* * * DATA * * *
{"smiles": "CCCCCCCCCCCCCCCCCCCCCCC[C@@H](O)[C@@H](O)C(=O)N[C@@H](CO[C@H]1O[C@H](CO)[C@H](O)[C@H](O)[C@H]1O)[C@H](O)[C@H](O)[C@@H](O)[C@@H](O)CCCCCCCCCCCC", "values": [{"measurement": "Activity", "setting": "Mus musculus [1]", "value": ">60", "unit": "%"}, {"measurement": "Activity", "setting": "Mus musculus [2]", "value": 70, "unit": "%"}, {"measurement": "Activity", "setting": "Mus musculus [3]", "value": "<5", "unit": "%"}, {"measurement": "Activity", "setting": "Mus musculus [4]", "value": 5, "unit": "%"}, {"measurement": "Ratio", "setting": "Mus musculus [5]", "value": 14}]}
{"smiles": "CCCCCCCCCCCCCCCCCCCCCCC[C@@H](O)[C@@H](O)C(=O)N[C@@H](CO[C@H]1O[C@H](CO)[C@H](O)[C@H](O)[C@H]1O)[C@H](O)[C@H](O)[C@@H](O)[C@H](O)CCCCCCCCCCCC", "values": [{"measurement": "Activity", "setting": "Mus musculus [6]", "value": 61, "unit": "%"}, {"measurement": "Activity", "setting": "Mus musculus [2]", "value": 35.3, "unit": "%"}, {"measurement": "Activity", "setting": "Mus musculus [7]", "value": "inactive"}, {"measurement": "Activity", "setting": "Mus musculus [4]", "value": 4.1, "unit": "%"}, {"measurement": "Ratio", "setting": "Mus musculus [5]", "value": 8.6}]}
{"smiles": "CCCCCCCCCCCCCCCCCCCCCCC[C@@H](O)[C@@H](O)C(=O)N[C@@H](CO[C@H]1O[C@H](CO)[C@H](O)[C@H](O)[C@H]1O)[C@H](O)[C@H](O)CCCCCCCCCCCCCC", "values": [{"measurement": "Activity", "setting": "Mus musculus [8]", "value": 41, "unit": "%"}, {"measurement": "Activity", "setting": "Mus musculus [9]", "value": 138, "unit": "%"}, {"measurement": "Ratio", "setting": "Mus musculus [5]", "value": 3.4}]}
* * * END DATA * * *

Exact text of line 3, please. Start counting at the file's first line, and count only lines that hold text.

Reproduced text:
{"smiles": "CCCCCCCCCCCCCCCCCCCCCCC[C@@H](O)[C@@H](O)C(=O)N[C@@H](CO[C@H]1O[C@H](CO)[C@H](O)[C@H](O)[C@H]1O)[C@H](O)[C@H](O)CCCCCCCCCCCCCC", "values": [{"measurement": "Activity", "setting": "Mus musculus [8]", "value": 41, "unit": "%"}, {"measurement": "Activity", "setting": "Mus musculus [9]", "value": 138, "unit": "%"}, {"measurement": "Ratio", "setting": "Mus musculus [5]", "value": 3.4}]}